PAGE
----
Teaching and learning, an intersection of ideas

Teaching and learning, an intersection of ideas

Teaching and learning, an intersection of ideas

Dyala Kasim

Last summer, I reconnected with Mrs. Mateyka, my eleventh grade English teacher, over a cup of coffee. There I was, a college English major sitting with the woman who inspired me to choose this path years ago. We discussed everything, from school to work to the newest books we were reading. But above all, we talked about teaching and learning—how though they are confined to the classroom, both take place in every aspect of our lives.

What do we think about with regards to teaching and learning? Is it a classroom? A professor? An endless stack of homework? Or are they something more and extend beyond the confines of four walls and traditional definitions? I would argue the latter, for teaching and learning are not one-way streets. Rather, both are at an intersection, a space where the teacher can learn and the student can teach. It is here that each party can introduce the other to new perspectives, and make them question their previously-held beliefs.

There will always be that one teacher who we will always remember. A teacher who introduced us to ideas we’ve never encountered before, who was tough on us because they believed we could do better, who encouraged us to push ourselves because they knew we would succeed.

For me, this teacher was Mrs. Mateyka, whose British Literature course I took as a high school junior. In this class, we read everything from Oscar Wilde’s “The Picture of Dorian Gray” to Douglas Adam’s “The Hitchhiker’s Guide To The Galaxy” to my personal favorite, William Shakespeare’s “Hamlet.” Mrs. Mateyka was definitely tough, encouraging our class to read closely and dig deep when writing our papers. But she also made us love what we read, wrote and did—she motivated each student to be proud of the work they put forth.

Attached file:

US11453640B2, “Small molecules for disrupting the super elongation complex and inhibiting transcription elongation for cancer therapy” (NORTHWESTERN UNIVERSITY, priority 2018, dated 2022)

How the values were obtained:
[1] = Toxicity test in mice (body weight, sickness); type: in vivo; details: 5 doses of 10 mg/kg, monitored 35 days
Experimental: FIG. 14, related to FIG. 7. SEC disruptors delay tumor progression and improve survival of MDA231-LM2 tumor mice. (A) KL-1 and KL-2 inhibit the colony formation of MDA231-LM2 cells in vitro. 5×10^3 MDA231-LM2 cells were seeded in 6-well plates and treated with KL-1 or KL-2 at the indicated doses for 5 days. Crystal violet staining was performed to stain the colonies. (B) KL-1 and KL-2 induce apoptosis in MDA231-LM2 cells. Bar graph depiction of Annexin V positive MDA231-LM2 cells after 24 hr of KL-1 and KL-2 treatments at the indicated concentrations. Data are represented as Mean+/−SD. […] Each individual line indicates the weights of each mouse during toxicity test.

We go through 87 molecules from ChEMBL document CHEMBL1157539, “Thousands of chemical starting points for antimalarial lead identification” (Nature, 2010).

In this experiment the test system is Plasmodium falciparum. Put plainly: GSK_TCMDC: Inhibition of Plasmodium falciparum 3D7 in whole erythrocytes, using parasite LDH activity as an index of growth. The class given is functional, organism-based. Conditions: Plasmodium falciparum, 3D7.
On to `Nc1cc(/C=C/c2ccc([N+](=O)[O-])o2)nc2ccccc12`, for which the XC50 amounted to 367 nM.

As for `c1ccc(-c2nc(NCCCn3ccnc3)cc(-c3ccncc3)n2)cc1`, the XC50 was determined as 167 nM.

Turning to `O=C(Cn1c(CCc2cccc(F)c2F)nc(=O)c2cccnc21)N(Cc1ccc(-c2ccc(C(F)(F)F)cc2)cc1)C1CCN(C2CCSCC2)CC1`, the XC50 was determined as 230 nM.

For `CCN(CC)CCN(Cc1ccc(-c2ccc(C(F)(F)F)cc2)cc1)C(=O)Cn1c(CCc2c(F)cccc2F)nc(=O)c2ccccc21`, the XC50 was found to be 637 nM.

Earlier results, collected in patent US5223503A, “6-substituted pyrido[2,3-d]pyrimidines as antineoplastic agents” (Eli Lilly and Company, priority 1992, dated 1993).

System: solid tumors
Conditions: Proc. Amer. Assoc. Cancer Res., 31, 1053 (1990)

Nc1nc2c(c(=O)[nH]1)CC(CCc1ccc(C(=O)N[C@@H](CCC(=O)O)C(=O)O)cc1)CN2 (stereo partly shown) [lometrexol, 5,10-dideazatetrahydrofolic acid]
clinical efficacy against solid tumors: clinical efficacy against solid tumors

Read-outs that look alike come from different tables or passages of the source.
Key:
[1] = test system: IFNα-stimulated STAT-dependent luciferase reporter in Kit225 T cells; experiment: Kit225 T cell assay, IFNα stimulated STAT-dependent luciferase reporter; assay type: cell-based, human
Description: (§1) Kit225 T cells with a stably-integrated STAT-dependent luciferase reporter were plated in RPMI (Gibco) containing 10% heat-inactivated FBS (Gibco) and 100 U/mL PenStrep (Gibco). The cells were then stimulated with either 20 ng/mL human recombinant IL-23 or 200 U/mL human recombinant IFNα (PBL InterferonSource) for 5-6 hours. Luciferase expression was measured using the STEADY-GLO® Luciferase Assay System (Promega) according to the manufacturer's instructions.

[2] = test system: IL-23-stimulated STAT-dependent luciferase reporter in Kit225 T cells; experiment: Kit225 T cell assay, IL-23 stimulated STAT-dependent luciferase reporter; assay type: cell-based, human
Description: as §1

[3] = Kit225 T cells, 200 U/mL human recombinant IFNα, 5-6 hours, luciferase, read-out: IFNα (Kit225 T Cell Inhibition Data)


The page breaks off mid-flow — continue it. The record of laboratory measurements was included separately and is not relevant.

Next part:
This semester, I am a teacher’s assistant for a freshman English class. I was incredibly excited to have this opportunity because I took that same course four years ago. To bookend college with the experience that has led me to where I am now, and to see how my perspectives have changed since then has shown me that I have much to contribute to these students.

However, it has also shown me how much more they have to teach me about what I think, how I think about it and why I possess this world view. Though there aren’t many years between us, these students know of and understand things I have yet to encounter. And they have asked questions about literature and writing that make me stop and truly examine their viewpoints beside my own. 

Through teaching, we learn a lot about ourselves and how we look at our world. As a teacher, you are presenting a certain perspective to your students, one that you identify and agree with. Yet your students also have the ability to challenge this perspective. We live in a fast-paced, ever-changing time, so there will always be new knowledge out there to encounter. And so, interacting with the individuals who are immersed in this environment is the best way to learn.

Villanovans, I encourage you to teach. Be it in a formal or informal setting, through tutoring or simply having a conversation with someone new, teach. You’d be surprised how teaching and learning can happen everywhere at every point throughout our lives. For sometimes, the lines blur so that the student becomes the teacher, and the teacher becomes the student.